Both the United States and Canada try desperately to ignore the problem
Think of some
of the most significant news in the past few years: the beating of Rodney King and the events at Waco would certainly be among the top ten. Now imagine these events occurred at the exact same time, and every newspaper, every radio or TV news show is competing to keep the nation abreast of the latest developments, and the nation hangs on every word. But a few miles down the road, you can read a newspaper or listen to a broadcast without hearing either event mentioned at all. The biggest stories of the day have just...disappeared.
Unbelievable? Not at all. This is exactly what happened last month, as important events in Canada were all but ignored by the American press. And it certainly wasn't the first time. We have a blind spot when it comes to our nearest neighbor; should Toronto, Montreal, and Ottawa simultaneously burn to the ground, the New York Times would probably run a small story headlined, "Smoky Haze Expected Over Northeast."
Besides America's provincial attitude, there could be another reason why these recent events were neglected. At the heart of each story is the same troubling dispute, one that both the United States and Canada try desperately to ignore. The problem: the rights of the Native people from whom the land was stolen.
Clearcutting had all but destroyed traditional hunting and trapping territory
Indian revolution in Canada has begun," wrote one Ottawa columnist in early September. At that time, tensions ran high in Canada. More than a thousand miles apart, different groups of Native people were in stand-offs with police, protecting their claims to small scraps of land. Both were surrounded by heavily-armed troops ready to open fire. Already a Native man was dead, and it appeared that there would soon be more fatalities; at least one man promised he would defend their land to his death. A few days after that column was written, three more were wounded in a gunfight with police. |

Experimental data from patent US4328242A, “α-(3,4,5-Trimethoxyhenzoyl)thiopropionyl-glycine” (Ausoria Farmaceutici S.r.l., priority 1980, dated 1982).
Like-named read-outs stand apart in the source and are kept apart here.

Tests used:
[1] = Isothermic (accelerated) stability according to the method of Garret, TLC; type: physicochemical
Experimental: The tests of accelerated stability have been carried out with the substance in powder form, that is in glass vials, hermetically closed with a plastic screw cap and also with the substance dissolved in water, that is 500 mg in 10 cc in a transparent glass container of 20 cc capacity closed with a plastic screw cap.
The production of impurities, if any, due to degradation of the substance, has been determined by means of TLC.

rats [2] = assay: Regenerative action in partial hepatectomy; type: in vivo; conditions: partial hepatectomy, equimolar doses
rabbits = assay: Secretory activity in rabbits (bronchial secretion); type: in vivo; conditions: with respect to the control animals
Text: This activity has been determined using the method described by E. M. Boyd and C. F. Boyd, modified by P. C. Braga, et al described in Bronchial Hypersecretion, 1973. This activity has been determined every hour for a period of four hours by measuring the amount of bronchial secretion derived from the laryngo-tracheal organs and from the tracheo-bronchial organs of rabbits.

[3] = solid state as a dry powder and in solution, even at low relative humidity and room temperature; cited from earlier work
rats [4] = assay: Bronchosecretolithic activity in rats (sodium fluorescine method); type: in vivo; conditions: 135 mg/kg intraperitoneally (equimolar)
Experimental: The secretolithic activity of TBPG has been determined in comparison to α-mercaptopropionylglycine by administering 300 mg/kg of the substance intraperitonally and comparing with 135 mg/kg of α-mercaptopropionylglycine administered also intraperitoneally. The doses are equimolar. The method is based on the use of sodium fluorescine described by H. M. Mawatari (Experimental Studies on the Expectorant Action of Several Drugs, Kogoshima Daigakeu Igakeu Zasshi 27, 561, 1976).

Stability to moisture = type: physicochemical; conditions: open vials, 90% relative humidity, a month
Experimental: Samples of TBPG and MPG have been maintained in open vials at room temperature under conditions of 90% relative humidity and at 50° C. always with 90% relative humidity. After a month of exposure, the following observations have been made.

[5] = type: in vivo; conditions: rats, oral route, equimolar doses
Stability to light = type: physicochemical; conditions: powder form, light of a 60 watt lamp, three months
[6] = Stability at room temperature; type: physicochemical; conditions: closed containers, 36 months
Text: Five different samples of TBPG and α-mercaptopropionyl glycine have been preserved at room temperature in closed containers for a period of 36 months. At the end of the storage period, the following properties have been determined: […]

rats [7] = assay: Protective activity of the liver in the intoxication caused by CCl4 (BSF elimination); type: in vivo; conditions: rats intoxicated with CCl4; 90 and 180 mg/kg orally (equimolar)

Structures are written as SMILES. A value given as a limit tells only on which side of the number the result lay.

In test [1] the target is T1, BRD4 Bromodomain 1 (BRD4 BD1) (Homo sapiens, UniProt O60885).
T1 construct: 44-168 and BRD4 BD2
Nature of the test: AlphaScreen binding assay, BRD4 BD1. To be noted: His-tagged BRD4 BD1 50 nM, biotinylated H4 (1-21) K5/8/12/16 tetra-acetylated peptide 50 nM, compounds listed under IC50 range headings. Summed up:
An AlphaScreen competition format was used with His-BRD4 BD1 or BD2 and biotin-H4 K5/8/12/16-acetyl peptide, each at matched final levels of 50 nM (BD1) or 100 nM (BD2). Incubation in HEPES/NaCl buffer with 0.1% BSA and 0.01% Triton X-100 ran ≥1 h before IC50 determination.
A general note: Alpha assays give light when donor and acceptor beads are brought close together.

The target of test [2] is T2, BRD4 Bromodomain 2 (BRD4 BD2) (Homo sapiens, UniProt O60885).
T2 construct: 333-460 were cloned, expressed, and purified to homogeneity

At the same time, there were other confrontations that didn't make Canadian headlines. Some of these were fought in the forests, others on the rivers. Although these events were not as dramatic, they do more to explain the underlying problems.
One battle was fought in the deep woods of British Columbia, just a few miles from the southernmost tip of Alaska. The conflict had been simmering for years, as clearcutting had all but destroyed traditional hunting and trapping territory of a group of Gitksan people. When the timber company obtained a permit from the government in June to cut another 88 acres, the tribe drew the line. "Out of our entire territory, this is the last little piece of forest we have left. The rest is clearcut or alpine," one of the protesters told a reporter. "This particular area is the last remaining stand for our [tribal group]. Now it is threatened."
The group blockaded roads used for logging until the timber company obtained a court order. The province of British Columbia also sought an injunction against the tribe, the Attorney General stating that the government will not tolerate any public inconvenience on the roads.
The only public suffering an "inconvenience," of course, were the loggers, but no matter; the place to discuss the issue was at the bargaining table, the government said, not the barricades. "We are committed to the legitimate land-claims process at the treaty commission table," said the B.C. Attorney General. "As soon as this kind of blockade occurs, the negotiations are off."